Here is an anecdote of my internship journey into the vibrant world of fabrics at Aditya Birla Fashion & Retail, erstwhile known as Madura Fashion. Many wouldn’t know but the group owns a powerhouse of brands including Louis Philippe, Van Heusen, Allen Solly, Forever 21, Peter England, and Pantaloons to name a few. I joined the organization as a Marketing and Sales intern.
The selection consisted of a 3 step process including a CV shortlist, Case Discussion, and Personal Interview. After making the cut in the CV round, we were called for 2 rounds of case discussion. I examined the case with a holistic approach, took into account all possible scenarios, and stated assumptions wherever necessary. After having laid the structure to the case, I suggested short term and long term approaches, evaluated alternatives, and even suggested a contingency plan.
The Personal Interview round was a mix of HR, role-related, and general questions. This is where the marketing concepts I learned in the first term came into handy. I took the time to understand the questions, thought out loud, and walked the interviewers through my thought process while attempting to answer. What worked for me was that I carried myself with confidence and maintained my calm even when I didn’t know the answer. If you get stuck, communicate clearly, ask the interviewers a minute to think and summarize your thoughts, and then proceed with a smile.
Amidst the unprecedented times with the outbreak of the pandemic, there were several inhibitions in my mind on how the internship will pan out. The Talent Acquisition team at ABFRL restructured the entire process to help us navigate through the remote internship which rekindled our spirits.
Everyone was trying to adapt themselves to the new ecology which was Microsoft Teams. The virtual induction had us interacting with various team leaders who walked us through the organization, their values, and an understanding of the Retail Business at Madura (trade models, operations, supply chain, brand experience, customer-centricity, etc.)
My project entailed identifying markets for further expansion in tier 3 and 4 towns, research on consumer trends and focus segments, gathering market intelligence to prepare a business case for proposed areas, and proposing store opening plans for one of the brands of Madura Fashion.
The scope of my project included diverse deliverables since it involved a mix of Primary and Secondary Research, Town Mapping using geographical intelligence systems, identifying the Sales Potential, and devising a Mathematical Model to take the decision whether a store should be opened in a marketplace or not.
The first month of my internship had me meeting with my mentor who provided me with an in-depth understanding of my project, framing research methodologies, and setting goals to accomplish the project deliverables.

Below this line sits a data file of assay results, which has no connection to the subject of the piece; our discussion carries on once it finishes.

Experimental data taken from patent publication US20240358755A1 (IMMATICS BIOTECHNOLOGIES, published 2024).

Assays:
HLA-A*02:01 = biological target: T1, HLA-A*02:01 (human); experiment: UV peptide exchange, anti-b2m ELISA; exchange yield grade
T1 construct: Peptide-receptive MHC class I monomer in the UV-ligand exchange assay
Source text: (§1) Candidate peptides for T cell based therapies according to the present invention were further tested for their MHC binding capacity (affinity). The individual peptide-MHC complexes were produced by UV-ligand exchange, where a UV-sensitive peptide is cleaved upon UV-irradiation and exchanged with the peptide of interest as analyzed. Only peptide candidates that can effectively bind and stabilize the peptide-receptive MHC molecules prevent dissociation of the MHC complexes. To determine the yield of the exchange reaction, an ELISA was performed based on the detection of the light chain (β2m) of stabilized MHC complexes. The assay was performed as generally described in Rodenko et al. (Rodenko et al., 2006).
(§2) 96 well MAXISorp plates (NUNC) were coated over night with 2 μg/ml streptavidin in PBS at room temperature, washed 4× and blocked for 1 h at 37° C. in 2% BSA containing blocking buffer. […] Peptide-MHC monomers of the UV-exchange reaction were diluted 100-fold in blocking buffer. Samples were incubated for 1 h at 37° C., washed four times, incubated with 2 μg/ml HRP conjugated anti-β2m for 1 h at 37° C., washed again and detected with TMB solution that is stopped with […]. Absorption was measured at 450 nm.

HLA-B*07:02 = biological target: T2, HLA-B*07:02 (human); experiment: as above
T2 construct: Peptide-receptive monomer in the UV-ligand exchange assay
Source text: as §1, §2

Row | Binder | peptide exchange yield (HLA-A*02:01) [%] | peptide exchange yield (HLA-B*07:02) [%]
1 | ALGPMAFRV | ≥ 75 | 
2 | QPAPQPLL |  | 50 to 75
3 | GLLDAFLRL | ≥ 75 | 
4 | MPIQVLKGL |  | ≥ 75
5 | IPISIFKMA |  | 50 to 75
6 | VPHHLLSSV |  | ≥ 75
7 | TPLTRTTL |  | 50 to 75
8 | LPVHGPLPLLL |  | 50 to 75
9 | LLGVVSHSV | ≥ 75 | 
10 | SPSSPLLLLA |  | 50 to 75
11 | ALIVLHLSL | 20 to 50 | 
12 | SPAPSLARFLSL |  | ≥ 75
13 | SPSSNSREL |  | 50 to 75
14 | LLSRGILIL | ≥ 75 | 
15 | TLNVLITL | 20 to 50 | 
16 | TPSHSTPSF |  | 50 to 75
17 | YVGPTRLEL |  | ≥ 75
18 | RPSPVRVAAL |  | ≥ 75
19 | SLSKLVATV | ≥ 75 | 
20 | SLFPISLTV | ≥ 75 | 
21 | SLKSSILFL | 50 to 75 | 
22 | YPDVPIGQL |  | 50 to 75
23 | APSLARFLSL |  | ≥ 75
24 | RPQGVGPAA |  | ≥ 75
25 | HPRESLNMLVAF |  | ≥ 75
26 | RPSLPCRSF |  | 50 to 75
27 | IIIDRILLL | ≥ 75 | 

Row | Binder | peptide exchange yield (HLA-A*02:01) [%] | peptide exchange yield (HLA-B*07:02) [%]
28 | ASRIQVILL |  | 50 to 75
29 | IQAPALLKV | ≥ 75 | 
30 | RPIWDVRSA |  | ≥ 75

A major part of the project consisted of gauging market potential in these towns, which turned out to be challenging at first since I was not allowed to visit these towns. To gather this information, I relied heavily on Google Maps and geographical aggregator systems such as MOI, CMIE Report, etc. which helped me identify the established property indicators such as the number of colleges, banks, restaurants, gym, and other retail outlets etc., in each of the proposed towns.
I was also required to interact with business professionals, a specific set of consumers, and external stakeholders to gather insights on consumer evolution, employment opportunities, asset ownership, and other special economic activities in the town. These interactions were an eye-opener for me, since I was talking to a specific set of consumers whose lifestyle was dramatically opposite from mine from which I made some really interesting observations. It was insightful to see how much information I could gather just from interviewing people.
Additionally, I also worked on Customer Acquisition for an existing store and suggested channels for marketing plans keeping the current scenario in mind. I immersed myself in this experience and even worked as a Customer Care Associate for one day where I was tele-calling consumers to tell them about the latest offers at the store. Based on my interaction, I prepared a script that could be used by the employees at the store during their targeting activities.
At ABFRL, I felt like an employee, whose opinions were equally heard and valued. My mentor helped in nurturing my ideas before putting them into action. The regular feedback provided by him helped me strategically align my project as per the organization's expectations and enhanced my understanding of the Retail Operations. Being given freedom on the project made me feel more responsible and stay committed at work.
These two months were an unparalleled experience and I witnessed how throughout these two months Aditya Birla Group proved itself to be an organization with a winning culture which instilled in me the attitude of ‘Aaj kya karna hai’ instead of ‘Ab kya hoga’.
Here are the top 3 things which worked for me:
- Planning: Since my project consisted of diverse deliverables, I divided my project charter into daily accomplishable tasks which helped me stay committed.
- Constructive and timely feedback: Knowing when to ask for help and guidance has been a key success parameter during this internship. The guidance from my mentor was pivotal in helping me identify the crux of the business objective and consistently improving my outputs.
- Learning Agility: If anything at all, this period taught me that one needs to be quick on their feet in terms of adapting to change. The project required me to come up with a mathematical model, which needed to be coded on Excel using the software language. I took up the challenge and did a short-term course on VBA coding, picking up things on the go and successfully implemented it.